“A lot of the younger students who are not yet 21 are still learning their limits as far as drinking, and that has created some problems in the past,” said Ranger Hall director Eric Edwards.

During both this semester and previous semesters, drug related citations have been issued for underage drinking, possession of marijuana and for possession of drug related paraphernalia.

There have not been issues with any hard drugs or hallucinogens at Parkside. In the past, prescription drug arrests have been few, and only occur around finals.

“Prescription pills are not a huge problem, but around finals time we tend to find people with Ritalin, Adderall, and other forms of ADD medications that do not belong to them. Students need to realize that the possession of prescription pills that do not belong to them is considered a felony,” said Officer Kelly.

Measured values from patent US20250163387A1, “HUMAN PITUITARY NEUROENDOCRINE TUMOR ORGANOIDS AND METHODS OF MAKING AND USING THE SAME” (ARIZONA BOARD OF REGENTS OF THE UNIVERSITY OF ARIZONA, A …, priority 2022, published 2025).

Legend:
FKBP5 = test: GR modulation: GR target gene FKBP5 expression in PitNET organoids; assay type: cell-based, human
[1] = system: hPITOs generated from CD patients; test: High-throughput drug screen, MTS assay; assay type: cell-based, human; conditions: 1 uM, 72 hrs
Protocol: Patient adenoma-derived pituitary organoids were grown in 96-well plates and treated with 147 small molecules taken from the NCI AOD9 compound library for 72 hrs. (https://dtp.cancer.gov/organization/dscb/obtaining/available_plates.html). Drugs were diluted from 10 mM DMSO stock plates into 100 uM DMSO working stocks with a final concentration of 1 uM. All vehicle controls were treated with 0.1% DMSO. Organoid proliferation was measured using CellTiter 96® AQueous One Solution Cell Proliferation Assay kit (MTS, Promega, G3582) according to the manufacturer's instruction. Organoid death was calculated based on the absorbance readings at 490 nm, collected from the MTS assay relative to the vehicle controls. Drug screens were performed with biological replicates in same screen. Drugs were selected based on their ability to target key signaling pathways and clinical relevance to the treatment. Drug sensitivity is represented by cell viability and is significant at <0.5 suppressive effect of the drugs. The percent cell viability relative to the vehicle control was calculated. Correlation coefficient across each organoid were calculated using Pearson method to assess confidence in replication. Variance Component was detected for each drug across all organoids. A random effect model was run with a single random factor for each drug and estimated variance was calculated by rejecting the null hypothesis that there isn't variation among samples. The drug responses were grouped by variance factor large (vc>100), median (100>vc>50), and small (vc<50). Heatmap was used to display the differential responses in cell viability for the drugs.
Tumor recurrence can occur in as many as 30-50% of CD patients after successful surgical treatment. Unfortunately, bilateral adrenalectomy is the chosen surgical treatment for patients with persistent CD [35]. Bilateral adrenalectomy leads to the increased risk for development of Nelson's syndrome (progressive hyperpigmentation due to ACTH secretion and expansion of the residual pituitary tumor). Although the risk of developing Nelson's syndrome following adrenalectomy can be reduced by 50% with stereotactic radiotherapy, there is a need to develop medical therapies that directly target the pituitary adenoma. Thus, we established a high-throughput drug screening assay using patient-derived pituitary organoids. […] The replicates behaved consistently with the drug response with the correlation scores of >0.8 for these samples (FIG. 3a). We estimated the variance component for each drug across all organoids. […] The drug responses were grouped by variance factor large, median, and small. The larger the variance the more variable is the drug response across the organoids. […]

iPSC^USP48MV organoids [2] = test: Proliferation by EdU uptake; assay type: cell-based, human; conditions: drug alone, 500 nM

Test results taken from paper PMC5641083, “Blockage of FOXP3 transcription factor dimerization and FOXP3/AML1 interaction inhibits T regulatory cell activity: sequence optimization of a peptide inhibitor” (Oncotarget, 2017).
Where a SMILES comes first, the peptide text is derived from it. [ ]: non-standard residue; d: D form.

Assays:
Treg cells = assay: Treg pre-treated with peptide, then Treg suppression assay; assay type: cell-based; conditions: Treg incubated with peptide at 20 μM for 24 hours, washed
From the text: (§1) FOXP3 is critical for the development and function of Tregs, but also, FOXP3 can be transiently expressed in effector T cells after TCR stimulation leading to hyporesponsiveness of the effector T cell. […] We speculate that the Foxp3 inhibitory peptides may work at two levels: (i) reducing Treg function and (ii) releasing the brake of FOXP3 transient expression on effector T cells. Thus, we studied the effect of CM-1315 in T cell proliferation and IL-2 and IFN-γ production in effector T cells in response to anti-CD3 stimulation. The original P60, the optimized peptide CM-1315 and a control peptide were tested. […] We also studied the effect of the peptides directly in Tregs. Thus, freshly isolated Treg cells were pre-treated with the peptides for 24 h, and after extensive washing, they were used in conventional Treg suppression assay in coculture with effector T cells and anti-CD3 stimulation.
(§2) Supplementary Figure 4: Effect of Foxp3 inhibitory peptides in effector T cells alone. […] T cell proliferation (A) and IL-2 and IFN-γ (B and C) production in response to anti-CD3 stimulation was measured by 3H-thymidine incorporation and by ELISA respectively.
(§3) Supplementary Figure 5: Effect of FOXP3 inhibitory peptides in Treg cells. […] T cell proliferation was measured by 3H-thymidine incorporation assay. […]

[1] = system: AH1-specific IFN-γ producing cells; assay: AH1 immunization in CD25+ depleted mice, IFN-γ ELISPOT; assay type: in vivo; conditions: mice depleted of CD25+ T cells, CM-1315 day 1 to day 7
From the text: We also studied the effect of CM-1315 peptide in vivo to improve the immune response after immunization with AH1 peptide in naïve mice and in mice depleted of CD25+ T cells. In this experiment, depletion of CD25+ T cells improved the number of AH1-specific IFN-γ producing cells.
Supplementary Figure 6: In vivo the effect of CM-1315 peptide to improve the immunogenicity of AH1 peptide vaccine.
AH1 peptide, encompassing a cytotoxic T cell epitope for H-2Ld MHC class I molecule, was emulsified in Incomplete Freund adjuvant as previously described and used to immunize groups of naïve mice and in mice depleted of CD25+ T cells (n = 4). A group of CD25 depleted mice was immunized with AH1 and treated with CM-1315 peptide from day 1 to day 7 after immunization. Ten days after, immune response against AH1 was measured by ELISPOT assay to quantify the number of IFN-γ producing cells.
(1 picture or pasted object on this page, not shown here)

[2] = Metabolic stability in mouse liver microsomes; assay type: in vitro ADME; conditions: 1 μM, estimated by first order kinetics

An emerging problem this semester, however, is a new drug called K2. K2 is a synthetic form of marijuana that is not yet illegal in Wisconsin. The problem with this synthetic cannabinoid lies in its unidentifiable attributes. Dealers can lace almost anything into the drug, and the consumers may never know exactly what they put into their bodies.

Another issue arises when students soak and cut the cannabis themselves, using harmful chemicals, including acetone and other chemicals found in rat poison. The effects can be critical, and the danger associated with the drug is not a result from the marijuana, but from the poisonous toxins. Students at Parkside have experienced seizures and have needed immediate medical attention after smoking K2 this semester.

“We have had to rush students to the hospital,” said Officer Kelly. “Since it is not illegal, we cannot do anything about it. It is one of our biggest concerns.”

“We do not know its long term effects,” said Edwards. “It has definitely been one of the biggest issues on campus this semester,”